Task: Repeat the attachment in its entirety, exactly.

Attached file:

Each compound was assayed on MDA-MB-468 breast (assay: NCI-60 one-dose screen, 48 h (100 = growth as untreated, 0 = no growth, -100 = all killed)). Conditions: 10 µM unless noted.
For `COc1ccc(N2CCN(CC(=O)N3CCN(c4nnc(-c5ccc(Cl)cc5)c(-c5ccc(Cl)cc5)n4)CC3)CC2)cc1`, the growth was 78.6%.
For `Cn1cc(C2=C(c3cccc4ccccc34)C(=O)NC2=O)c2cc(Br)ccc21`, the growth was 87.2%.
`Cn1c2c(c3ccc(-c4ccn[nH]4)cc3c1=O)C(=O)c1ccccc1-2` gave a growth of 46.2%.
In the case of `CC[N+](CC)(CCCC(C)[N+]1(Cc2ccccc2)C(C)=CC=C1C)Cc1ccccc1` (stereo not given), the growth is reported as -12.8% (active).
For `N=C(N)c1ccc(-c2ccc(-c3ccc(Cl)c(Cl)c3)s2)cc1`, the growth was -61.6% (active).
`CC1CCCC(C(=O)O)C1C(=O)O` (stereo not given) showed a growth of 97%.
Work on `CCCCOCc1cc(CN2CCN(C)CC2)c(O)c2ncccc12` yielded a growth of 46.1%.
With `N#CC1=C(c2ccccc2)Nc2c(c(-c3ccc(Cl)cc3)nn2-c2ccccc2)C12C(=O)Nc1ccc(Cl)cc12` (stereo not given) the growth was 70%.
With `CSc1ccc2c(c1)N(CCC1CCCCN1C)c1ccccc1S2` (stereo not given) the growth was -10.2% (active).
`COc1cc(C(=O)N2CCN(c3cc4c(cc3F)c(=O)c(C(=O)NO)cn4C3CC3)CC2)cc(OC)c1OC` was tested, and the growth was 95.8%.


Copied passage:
Each compound was assayed on MDA-MB-468 breast (assay: NCI-60 one-dose screen, 48 h (100 = growth as untreated, 0 = no growth, -100 = all killed)). Conditions: 10 µM unless noted.
For `COc1ccc(N2CCN(CC(=O)N3CCN(c4nnc(-c5ccc(Cl)cc5)c(-c5ccc(Cl)cc5)n4)CC3)CC2)cc1`, the growth was 78.6%.
For `Cn1cc(C2=C(c3cccc4ccccc34)C(=O)NC2=O)c2cc(Br)ccc21`, the growth was 87.2%.
`Cn1c2c(c3ccc(-c4ccn[nH]4)cc3c1=O)C(=O)c1ccccc1-2` gave a growth of 46.2%.
In the case of `CC[N+](CC)(CCCC(C)[N+]1(Cc2ccccc2)C(C)=CC=C1C)Cc1ccccc1` (stereo not given), the growth is reported as -12.8% (active).
For `N=C(N)c1ccc(-c2ccc(-c3ccc(Cl)c(Cl)c3)s2)cc1`, the growth was -61.6% (active).
`CC1CCCC(C(=O)O)C1C(=O)O` (stereo not given) showed a growth of 97%.
Work on `CCCCOCc1cc(CN2CCN(C)CC2)c(O)c2ncccc12` yielded a growth of 46.1%.
With `N#CC1=C(c2ccccc2)Nc2c(c(-c3ccc(Cl)cc3)nn2-c2ccccc2)C12C(=O)Nc1ccc(Cl)cc12` (stereo not given) the growth was 70%.
With `CSc1ccc2c(c1)N(CCC1CCCCN1C)c1ccccc1S2` (stereo not given) the growth was -10.2% (active).
`COc1cc(C(=O)N2CCN(c3cc4c(cc3F)c(=O)c(C(=O)NO)cn4C3CC3)CC2)cc(OC)c1OC` was tested, and the growth was 95.8%.